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A sometimes-irreverent look at Detroit's Boys of Summer, the Tigers, as they try to return to the top of the American League Central.

Sunday, January 15, 2012

Zumaya signs with Twins, as both he and Tigers move on

You could look at it one of two ways.

A optimist might say that the workload of Tigers trainer Kevin Rand just lessened considerably.

A pessimist might point out that one of the Tigers’ chief rivals may have benefitted from the organization’s reluctance to continue throwing money at that recurring injury issue.

When Joel Zumaya — the former rookie sensation with the Tigers in 2006, and oft-injured since — reportedly signed with the Minnesota Twins on Sunday, it finally closed an uncomfortable chapter for both parties.’s Jason Beck, who first broke the story, reported that Zumaya’s deal could reach anywhere between $800,000 and $1.7 million, based on incentives.

The Tigers, who’d paid him $3.88 million over the last five years but gotten in return just 126 innings in parts of four seasons, were only offering a minor league deal with a spring training invitation.

General manager Dave Dombrowski said at the start of the offseason that he wouldn’t blame Zumaya for taking an offer of guaranteed money, if someone else put it on the table.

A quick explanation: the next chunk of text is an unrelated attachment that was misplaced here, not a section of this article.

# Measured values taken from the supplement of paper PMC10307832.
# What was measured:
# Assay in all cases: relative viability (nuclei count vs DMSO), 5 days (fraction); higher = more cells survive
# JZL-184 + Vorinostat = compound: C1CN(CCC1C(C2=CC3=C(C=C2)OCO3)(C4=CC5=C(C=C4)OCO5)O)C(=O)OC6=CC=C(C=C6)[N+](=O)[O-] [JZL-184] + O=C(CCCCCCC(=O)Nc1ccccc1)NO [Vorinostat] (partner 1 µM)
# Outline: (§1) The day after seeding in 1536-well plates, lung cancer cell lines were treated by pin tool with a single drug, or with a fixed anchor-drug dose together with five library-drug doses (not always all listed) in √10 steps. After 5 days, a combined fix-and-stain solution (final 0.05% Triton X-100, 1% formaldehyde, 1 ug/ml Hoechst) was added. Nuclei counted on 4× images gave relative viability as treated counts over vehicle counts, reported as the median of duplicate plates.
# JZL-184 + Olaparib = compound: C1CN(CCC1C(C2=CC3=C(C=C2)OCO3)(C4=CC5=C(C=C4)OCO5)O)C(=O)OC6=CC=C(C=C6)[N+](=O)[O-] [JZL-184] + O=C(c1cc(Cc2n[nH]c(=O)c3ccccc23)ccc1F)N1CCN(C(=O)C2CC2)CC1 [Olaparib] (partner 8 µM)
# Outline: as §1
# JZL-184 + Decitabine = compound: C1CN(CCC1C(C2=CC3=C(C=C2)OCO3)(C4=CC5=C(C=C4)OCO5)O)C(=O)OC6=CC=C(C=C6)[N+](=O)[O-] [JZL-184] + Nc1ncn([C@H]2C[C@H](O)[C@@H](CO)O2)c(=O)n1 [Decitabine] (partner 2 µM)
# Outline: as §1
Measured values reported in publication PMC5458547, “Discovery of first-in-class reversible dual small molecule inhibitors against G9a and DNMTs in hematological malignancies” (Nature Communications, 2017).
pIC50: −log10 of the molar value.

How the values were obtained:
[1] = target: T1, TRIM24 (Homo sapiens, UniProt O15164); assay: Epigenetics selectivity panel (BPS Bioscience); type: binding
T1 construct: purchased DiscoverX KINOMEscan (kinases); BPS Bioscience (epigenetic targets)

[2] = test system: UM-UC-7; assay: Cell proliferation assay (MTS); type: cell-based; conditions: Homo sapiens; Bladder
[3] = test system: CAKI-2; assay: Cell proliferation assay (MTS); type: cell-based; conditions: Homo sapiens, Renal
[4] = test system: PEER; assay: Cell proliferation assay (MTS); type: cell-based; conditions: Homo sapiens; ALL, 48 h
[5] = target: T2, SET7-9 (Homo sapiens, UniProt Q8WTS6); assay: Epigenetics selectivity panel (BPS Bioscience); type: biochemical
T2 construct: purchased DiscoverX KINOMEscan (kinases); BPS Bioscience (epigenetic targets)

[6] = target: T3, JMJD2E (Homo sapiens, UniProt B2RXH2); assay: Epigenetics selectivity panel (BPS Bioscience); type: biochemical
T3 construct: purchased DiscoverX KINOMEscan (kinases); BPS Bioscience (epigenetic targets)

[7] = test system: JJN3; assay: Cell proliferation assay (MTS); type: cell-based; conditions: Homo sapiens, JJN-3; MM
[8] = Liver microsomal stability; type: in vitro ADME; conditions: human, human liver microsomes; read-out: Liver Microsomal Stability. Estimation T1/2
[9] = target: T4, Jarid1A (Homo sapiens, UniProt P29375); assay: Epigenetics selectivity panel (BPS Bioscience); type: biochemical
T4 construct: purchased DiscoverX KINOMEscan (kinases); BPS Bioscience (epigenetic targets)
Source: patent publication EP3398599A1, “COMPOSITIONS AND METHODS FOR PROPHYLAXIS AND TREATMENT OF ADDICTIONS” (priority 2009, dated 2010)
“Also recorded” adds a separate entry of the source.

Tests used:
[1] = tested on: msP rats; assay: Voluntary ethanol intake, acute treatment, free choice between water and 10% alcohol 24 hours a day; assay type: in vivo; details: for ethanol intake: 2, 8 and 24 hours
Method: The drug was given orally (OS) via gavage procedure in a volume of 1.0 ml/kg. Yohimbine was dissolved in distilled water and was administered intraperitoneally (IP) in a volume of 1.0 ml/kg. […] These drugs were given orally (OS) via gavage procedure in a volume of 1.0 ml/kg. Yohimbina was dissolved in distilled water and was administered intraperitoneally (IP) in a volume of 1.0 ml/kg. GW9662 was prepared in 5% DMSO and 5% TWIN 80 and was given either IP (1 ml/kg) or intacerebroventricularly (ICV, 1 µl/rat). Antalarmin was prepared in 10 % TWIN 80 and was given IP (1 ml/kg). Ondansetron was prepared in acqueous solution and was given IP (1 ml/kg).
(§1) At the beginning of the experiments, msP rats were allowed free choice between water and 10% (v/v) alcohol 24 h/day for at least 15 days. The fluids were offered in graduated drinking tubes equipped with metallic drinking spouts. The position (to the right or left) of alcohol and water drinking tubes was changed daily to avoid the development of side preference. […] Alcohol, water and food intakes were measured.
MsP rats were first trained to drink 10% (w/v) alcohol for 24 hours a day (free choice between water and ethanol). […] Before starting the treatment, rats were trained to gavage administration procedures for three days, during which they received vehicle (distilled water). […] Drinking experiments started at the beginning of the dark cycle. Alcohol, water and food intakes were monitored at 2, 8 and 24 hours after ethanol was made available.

But it wasn’t going to be the Tigers.

When he appeared at Comerica Park during the American League Championship Series, Zumaya indicated he’d love to return to the team that drafted him in the 11th round in 2002.

“I don’t know where I’m going to end up next year. Hopefully it’s here. I love this place,” said Zumaya, who later held a workout for scouts, reportedly hitting the mid-90s with his fastball, a showcase the Tigers did not attend.
“If the Tigers want to go ahead and talk and do something, I’m ready. I don’t feel like going anywhere else. I started here and I wish I could end here.”

Considering Zumaya had never matched his rookie season, when he went 6-3 with a 1.94 ERA in 83 games for the World Series-bound Tigers, there’s no guarantee what the Twins will get. He’s endured four surgeries (two since last appearing in a game on June 28, 2010, at Minnesota) to correct injuries to three different parts of his pitching arm — shoulder, finger and elbow — forcing him to miss parts of four seasons and all of last year.

The Tigers, for their part, stuck with Zumaya through all the injuries and rehabs, re-signing him to a one-year, $1.4 million contract at this time last year. But they’d also hamstrung themselves by depending on Zumaya’s presence in the bullpen in the late innings, a weakness that they addressed this offseason with the signing of Octavio Dotel.

Now, both parties have moved on.

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